With military service being mandatory for all Turkish men there are only a few ways out: if you are ill, disabled, or if you are diagnosed homosexual. But, as a new BBC documentary shows, being diagnosed as gay is not an easy way out of the military by any means.
They call it the pink certificate: when The Turkish Armed Forces, or TSK, military medical staff diagnose a prospective soldier with homosexuality and excuse them from duty on grounds of “psychosexual illness.” But of course they have no easy diagnostic tools to assess someone’s sexuality, so the proof the army requires comes down to degrading, discriminatory, hyper-sexualizing and potentially dangerous ideas.
”They asked me when I first had anal intercourse, oral sex, what sort of toys I played with as a child…”
Ahmet, a young man in his 20s, told officials he was gay at the first opportunity after he was called up, as he and other conscripts underwent a health check.
He was then asked to provide a picture of himself dressed as a woman.
”I refused this request,” he says. ”But I made them another offer, which they accepted.” Instead he gave them a photograph of himself kissing another man.
Gay men are not welcome in the TSK but while saying you are gay might seem like a convenient way to dodge military service it carries considerable risks in a country where the law might not overtly penalize homosexuality but where being gay remains a social taboo.
Continues the BBC:
Gokhan, conscripted in the late 1990s, very quickly realised that he was not made for the army.
As a gay man he was also afraid of being bullied, and after little more than a week he plucked up the courage to declare his sexual orientation to his commander.
”They asked me if I had any photographs.” Gokhan says, ”And I did.”
He had gone prepared with explicit photographs of himself having sexual intercourse with another man, having heard that it would be impossible to get out of military service without them.
”The face must be visible,” says Gokhan. ”And the photos must show you as the passive partner.”
The photographs satisfied the military doctors. Gokhan was handed his pink certificate and exempted from military service. But it was a terrible experience, he says,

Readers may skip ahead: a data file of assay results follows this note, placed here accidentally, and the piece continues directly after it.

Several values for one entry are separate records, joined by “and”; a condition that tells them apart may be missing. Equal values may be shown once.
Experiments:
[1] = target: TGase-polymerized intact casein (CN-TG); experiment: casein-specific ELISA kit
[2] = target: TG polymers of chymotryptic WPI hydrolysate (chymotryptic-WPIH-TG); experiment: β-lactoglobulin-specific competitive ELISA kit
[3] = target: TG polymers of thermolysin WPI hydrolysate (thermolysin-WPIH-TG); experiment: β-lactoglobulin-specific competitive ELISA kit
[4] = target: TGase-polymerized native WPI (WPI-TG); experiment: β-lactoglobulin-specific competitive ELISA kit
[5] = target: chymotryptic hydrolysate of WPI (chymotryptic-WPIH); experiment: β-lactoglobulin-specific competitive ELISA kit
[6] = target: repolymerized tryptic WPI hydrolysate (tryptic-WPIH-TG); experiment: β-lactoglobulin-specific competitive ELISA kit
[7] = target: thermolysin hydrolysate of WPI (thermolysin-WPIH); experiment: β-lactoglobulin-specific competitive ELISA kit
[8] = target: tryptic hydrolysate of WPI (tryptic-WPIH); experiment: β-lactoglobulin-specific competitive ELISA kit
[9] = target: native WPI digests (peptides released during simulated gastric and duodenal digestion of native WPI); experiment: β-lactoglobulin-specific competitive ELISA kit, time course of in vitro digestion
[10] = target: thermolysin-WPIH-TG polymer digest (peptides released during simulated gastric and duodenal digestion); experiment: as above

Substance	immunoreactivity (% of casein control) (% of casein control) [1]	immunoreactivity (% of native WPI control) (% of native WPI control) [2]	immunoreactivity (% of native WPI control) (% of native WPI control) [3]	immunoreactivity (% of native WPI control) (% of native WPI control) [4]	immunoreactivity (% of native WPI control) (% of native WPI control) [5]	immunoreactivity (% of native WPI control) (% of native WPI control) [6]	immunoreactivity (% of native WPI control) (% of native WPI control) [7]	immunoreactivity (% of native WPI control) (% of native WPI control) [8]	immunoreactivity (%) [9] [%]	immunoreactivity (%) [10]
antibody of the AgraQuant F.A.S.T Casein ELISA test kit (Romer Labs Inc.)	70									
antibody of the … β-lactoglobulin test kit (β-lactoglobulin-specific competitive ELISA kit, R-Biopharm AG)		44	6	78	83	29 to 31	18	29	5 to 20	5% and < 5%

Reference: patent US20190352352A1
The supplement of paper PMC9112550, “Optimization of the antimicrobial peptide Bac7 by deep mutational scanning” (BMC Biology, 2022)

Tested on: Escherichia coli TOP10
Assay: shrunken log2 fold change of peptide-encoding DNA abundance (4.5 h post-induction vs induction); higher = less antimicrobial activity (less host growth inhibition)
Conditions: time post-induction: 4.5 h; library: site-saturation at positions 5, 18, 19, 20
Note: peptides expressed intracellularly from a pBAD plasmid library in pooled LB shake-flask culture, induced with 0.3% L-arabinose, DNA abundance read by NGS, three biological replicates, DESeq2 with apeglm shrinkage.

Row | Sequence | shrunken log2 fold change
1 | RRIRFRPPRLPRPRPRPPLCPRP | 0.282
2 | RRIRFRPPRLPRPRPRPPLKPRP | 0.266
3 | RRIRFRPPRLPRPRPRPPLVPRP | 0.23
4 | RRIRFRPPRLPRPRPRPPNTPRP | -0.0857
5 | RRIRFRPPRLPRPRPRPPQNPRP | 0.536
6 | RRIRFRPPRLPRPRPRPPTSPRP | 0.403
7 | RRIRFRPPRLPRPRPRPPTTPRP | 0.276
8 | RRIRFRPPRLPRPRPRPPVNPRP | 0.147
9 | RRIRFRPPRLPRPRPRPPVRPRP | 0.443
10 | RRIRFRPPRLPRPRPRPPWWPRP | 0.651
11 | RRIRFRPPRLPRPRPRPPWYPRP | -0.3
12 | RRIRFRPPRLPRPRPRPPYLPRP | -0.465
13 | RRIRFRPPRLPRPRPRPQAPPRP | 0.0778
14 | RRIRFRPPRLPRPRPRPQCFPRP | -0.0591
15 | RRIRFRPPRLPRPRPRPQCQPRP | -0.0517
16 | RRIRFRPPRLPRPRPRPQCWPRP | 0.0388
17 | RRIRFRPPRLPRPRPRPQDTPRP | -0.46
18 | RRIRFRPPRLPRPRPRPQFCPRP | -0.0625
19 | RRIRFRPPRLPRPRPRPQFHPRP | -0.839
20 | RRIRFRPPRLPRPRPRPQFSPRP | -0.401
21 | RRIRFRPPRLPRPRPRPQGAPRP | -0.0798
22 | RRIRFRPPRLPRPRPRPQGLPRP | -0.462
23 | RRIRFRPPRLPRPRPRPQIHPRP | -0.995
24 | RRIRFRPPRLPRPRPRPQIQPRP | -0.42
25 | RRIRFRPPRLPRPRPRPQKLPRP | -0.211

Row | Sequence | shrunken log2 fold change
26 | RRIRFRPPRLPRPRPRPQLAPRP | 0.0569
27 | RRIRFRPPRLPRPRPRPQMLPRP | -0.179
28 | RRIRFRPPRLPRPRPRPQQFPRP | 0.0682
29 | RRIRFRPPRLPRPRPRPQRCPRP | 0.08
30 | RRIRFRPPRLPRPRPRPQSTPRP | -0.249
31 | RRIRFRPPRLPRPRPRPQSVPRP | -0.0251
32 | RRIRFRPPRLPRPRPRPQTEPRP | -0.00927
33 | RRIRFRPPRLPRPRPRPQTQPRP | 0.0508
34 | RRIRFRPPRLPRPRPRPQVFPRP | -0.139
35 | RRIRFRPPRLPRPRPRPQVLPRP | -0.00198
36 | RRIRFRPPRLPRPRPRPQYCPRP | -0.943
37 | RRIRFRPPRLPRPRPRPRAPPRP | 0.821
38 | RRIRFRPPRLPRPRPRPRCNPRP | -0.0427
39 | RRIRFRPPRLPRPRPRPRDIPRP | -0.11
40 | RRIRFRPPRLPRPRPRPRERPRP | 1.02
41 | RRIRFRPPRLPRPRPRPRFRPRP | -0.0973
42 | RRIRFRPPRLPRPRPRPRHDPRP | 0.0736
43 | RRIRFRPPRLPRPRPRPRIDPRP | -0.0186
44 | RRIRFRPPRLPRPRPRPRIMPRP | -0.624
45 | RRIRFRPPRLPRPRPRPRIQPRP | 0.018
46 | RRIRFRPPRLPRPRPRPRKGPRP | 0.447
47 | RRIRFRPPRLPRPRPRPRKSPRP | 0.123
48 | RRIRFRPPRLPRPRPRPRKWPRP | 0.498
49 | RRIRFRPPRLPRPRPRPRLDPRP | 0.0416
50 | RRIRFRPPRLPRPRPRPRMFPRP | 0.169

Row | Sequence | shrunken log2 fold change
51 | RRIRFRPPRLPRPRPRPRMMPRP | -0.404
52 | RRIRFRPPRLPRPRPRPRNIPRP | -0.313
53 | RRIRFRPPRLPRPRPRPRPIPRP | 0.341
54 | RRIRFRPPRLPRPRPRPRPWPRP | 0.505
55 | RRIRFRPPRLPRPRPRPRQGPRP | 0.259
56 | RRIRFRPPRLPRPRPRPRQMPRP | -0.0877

”And it’s still terrible. Because somebody holds those photographs. They can show them at my village, to my parents, my relatives.”
The TSK once denied that it asked for photo evidence of homosexuality, but rights commentators hit back telling the press that the army must have now amassed “the world’s greatest porno archive” due to this unofficial rule.
The army has in recent years appeared to admit that it asks for some photo evidence of homosexuality, but denies that it holds on to these kinds of materials.
However, reports suggest that employers have in fact gone to the army and requested details on discharged servicemembers. This has led to reports of job discrimination, bullying in the workplace and ostracism from family and friends. It very well may have even endangered lives in a country where violence against LGBT people is well documented.
However, if the men refuse to offer this kind of photographic evidence to the army their discharge will be delayed or even denied. This leaves them in a vulnerable position where they are still enrolled in the army but are at the mercy of commanders who may know their sexuality and could choose to disclose it at any time.
This chilling environment is documented in Emre Azizlerli’s documentary The Pink Certificate, scheduled for broadcast on BBC World Service this week across multiple time slots. Readers able to access the World Service can find the schedule here.